The Knowledge Engineering programme at Maastricht University and the regional business community are teaming up to offer a new form of education: combined working and learning. Never before has this combination been offered in the Netherlands at an academic level. Yet it has many advantages: companies can draw on students’ knowledge and students can gain relevant work experience with the aim of strengthening the Limburg knowledge economy.
Frank Thuijsman, associate professor and project initiator: “Our partner institution in Germany, the RWTH in Aachen, has a similar programme that combines work and academic education. The programme has been so successful they are unable to meet the high demand for students. Following in their footsteps, Maastricht plans to launch a similar programme in close collaboration with the RWTH. At this point we can learn a lot from their experiences, but in the future we hope to work together with the RWTH, for instance, to set up internships for students in the Euregion.”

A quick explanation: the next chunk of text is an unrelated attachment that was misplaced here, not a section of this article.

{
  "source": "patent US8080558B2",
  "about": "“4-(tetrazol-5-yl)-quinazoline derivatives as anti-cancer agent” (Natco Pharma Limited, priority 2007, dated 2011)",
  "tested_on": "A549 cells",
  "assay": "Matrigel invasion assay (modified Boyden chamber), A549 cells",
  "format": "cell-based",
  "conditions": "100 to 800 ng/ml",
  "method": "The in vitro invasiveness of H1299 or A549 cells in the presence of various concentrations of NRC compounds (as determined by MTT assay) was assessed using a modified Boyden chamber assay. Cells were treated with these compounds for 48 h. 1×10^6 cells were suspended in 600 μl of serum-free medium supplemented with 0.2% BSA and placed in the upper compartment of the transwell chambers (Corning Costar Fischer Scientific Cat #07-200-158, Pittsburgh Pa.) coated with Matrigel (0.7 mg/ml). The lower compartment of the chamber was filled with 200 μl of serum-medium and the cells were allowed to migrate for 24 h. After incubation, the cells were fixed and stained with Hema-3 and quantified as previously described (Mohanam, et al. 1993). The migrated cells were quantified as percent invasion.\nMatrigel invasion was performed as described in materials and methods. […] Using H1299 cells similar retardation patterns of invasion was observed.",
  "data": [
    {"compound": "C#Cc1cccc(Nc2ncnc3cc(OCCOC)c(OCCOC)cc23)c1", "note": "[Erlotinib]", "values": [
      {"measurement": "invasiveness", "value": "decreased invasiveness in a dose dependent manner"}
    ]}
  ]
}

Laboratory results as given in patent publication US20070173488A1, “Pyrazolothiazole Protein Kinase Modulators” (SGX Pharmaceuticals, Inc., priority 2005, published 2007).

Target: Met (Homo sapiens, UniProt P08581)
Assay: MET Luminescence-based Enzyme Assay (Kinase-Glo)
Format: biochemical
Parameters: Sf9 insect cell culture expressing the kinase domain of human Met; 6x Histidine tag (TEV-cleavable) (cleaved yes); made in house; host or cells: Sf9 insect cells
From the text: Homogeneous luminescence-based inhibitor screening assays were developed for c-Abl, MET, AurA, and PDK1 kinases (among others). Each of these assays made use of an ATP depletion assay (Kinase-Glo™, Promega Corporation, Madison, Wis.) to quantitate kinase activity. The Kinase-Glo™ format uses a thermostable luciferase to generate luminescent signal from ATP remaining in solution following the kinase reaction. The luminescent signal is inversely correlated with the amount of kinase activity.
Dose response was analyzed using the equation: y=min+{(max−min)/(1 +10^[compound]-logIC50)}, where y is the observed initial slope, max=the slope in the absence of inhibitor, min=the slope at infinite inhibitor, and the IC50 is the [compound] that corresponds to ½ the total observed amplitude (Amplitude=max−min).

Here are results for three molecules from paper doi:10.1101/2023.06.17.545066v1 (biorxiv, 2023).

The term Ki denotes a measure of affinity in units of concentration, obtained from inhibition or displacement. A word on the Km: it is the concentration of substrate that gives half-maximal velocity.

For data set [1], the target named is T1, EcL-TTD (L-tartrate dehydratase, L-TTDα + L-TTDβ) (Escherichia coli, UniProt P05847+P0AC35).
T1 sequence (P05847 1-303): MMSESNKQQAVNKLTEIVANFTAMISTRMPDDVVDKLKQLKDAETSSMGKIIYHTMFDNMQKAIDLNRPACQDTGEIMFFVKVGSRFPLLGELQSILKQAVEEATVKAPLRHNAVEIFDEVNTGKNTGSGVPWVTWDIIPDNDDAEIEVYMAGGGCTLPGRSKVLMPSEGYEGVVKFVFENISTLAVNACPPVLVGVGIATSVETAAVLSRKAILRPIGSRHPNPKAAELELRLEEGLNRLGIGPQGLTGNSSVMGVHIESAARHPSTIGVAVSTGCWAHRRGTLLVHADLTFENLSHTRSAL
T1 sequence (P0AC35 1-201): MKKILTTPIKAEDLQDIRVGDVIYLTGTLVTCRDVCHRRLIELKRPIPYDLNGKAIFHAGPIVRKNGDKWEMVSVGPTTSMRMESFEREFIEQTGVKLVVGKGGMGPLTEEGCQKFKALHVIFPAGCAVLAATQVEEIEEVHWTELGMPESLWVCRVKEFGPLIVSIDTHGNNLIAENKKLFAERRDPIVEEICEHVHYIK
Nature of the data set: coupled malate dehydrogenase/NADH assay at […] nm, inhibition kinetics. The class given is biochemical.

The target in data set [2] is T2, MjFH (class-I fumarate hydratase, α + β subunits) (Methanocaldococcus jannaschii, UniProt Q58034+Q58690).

With the help of a subsidy from Limburg Economic Development (LED), Thuijsman is conducting a survey among various employers in the region to determine how the business community will respond to this combined learning method. Members of REGITEL – a collaboration between Limburg companies and knowledge institutions in the field of information technology, telecommunication and media – in particular have shown an interest in working together. “Companies can immediately apply the ICT knowledge these students acquire in practice. The contact between students, Limburg employers and the university will create new and inspirational opportunities for all parties in the future. This will help the region retain highly-trained and highly-educated students and thereby contribute to a stronger knowledge economy in Limburg.”
What will the programme look like? “This is something we will develop in more detail over the next few months. Our goal is to offer second-year Knowledge Engineering students the opportunity to work 2.5 days per week, and devote the remaining 2.5 days to their studies in Maastricht. We’ll start with the top 25% of students, with the goal of offering this combined method to many more students in the future. We expect a lot of interest from the students. They’ll receive a reimbursement similar to a paid internship and they’ll gain relevant work experience during their studies.”
Source: Maastricht University, 3 December 2013